CHICAGO - After clearing its plate of more complicated variable-rate restructurings related to its downtown redevelopment projects over the last year, Kansas City, Mo., plans to enter the market next week with $53 million of special obligation bonds to fund construction of a garage for a new nonprofit performing arts center.

The deal is expected to sell next week with Oppenheimer & Co. as senior manager and RBC Capital Markets and Valdes & Moreno Inc. as co-managers. First Southwest & Co. and Moody Reid Inc. are co-financial advisers. Bryan Cave LLP is bond counsel and Gilmore & Bell PC is tax counsel. The city sought insurance bids, but did not receive any interest.

The bonds are special obligations of the city backed by an annual appropriation pledge. The city will tap gaming revenues to repay the 20-year bonds. It is using a capital appreciation bond structure, since gaming revenues won't be available for another 10 years when other capital infrastructure-related debt is retired.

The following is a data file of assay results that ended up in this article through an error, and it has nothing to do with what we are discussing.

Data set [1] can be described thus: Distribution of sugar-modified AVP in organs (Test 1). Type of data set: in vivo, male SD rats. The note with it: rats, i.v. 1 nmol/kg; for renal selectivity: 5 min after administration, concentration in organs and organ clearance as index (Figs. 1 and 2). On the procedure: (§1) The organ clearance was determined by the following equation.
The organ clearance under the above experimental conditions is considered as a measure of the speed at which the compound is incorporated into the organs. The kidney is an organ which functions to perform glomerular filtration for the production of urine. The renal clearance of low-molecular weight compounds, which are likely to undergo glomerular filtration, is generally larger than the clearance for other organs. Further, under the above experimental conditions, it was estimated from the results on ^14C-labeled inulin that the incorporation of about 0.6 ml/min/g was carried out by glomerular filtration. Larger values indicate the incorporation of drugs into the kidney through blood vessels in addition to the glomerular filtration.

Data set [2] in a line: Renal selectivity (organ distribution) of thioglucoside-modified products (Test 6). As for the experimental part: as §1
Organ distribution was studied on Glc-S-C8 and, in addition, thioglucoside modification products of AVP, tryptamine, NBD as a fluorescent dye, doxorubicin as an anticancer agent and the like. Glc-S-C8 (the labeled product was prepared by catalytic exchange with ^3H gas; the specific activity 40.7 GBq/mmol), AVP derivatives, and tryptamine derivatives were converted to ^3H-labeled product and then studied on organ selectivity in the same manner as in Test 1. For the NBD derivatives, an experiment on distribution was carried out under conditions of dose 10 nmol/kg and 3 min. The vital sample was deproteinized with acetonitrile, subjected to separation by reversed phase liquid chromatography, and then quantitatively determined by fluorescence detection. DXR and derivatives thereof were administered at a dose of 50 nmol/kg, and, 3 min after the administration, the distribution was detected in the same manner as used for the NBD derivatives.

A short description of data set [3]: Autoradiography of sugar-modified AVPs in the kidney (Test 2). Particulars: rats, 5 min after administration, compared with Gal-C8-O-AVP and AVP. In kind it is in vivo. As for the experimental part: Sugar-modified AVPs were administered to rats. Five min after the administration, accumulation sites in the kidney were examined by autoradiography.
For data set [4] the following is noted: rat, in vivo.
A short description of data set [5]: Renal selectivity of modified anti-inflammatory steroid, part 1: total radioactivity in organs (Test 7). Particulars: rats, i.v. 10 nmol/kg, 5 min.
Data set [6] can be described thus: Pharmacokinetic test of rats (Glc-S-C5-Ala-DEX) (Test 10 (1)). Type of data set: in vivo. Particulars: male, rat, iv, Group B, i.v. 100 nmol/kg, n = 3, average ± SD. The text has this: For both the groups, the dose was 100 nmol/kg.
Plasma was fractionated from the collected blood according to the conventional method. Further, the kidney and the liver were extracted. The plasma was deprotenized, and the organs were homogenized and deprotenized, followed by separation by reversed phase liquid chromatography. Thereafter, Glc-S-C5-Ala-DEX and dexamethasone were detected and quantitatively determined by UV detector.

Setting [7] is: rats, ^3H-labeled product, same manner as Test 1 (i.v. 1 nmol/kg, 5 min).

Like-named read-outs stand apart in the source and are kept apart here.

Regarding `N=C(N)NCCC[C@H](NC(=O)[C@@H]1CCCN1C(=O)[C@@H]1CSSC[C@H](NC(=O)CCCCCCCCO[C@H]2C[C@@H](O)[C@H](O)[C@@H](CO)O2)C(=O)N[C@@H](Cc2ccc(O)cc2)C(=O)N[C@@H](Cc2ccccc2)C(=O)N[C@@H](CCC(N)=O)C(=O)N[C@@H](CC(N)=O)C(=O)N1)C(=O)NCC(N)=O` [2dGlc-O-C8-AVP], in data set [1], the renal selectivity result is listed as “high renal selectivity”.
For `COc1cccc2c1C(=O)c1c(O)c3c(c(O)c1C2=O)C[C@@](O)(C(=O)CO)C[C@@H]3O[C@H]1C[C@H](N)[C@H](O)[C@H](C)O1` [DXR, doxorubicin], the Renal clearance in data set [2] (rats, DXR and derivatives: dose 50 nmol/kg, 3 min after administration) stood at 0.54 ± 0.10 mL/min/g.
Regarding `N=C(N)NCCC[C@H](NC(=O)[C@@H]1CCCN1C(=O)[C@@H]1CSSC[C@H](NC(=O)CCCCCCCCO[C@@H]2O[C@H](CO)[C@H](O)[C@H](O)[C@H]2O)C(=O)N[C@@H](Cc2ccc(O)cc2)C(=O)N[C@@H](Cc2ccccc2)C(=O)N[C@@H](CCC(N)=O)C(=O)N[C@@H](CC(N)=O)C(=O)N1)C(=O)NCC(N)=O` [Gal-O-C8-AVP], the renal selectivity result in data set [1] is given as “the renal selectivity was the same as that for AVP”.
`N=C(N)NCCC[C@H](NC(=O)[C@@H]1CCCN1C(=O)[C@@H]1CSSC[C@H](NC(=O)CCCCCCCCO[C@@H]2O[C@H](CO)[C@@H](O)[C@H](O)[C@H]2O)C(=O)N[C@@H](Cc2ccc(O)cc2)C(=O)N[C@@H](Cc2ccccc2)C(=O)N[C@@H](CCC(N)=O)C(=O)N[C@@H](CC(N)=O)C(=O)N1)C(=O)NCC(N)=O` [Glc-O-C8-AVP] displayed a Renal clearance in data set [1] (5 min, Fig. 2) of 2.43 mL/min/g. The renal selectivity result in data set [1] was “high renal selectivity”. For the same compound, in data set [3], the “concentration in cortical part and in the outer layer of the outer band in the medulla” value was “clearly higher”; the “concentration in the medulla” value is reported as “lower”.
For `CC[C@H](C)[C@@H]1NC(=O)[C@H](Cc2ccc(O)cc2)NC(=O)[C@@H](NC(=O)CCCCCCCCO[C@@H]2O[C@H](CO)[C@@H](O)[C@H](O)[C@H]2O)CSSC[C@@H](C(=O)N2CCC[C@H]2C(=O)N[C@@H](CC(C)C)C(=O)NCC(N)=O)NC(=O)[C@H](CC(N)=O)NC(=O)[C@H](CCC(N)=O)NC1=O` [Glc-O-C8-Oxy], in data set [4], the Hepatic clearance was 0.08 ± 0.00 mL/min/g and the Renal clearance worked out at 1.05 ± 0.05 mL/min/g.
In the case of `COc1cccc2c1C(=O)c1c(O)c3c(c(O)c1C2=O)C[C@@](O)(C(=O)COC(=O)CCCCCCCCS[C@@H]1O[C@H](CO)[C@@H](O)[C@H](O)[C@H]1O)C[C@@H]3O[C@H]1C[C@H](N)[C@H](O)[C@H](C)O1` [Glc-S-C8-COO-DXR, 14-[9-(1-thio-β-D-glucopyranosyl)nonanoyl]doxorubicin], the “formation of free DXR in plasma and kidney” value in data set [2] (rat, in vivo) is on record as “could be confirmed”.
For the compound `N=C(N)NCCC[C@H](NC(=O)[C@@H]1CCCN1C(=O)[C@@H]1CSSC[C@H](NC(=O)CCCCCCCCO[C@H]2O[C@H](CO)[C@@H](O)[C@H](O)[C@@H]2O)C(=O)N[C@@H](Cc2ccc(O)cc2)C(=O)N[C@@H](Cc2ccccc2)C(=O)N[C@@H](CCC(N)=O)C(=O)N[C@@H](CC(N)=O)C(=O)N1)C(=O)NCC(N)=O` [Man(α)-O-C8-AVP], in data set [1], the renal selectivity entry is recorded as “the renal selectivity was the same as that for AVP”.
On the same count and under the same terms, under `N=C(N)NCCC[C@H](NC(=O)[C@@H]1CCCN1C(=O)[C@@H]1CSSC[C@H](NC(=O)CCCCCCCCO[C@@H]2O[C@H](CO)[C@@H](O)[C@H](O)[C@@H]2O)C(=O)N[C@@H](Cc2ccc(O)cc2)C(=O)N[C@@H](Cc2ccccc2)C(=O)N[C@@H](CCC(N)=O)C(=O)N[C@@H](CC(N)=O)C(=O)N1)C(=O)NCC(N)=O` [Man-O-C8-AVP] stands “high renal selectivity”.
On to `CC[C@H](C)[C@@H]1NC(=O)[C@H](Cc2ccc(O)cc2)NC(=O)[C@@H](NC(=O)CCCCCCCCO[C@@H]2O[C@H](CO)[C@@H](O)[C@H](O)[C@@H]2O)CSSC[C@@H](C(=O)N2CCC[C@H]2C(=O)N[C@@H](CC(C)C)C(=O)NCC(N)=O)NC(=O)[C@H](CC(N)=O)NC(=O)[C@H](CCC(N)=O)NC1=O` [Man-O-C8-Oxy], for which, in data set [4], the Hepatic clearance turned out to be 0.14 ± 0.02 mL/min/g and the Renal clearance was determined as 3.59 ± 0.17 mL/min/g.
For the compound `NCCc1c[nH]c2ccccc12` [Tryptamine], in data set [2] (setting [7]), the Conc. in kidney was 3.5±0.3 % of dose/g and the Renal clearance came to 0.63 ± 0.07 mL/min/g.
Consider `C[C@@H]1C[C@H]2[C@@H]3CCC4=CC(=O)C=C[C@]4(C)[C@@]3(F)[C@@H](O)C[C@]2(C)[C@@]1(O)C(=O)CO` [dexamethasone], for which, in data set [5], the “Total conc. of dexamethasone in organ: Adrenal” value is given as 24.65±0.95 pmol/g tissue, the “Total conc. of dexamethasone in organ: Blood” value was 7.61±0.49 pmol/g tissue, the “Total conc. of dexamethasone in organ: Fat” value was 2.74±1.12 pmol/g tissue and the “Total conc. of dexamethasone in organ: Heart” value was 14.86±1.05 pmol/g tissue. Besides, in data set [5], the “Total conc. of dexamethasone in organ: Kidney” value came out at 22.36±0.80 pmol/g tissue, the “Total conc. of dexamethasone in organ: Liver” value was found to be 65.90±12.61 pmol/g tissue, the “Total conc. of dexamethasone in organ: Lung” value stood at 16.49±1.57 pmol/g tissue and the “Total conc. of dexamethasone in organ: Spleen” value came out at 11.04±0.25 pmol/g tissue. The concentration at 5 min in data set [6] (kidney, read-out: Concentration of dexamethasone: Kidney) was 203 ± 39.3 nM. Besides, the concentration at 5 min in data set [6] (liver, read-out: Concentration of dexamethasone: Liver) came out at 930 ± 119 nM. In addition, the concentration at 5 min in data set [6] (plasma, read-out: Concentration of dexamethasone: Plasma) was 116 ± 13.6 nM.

Kansas City considered several revenue streams, but gaming revenues emerged as the most appealing because no tax increase was needed. It currently collects about $18 million in casino-related taxes. About half repays infrastructure bonds and the rest is used on a pay-as-you-go basis for capital projects.

Although not classified as an essential undertaking, city leaders "consider this an important project to support but wanted the funding mechanism to be budget-neutral," one member of the finance team said. Oppenheimer was selected as the senior manager because the firm proposed tapping into the future gaming revenues and using a CAB structure.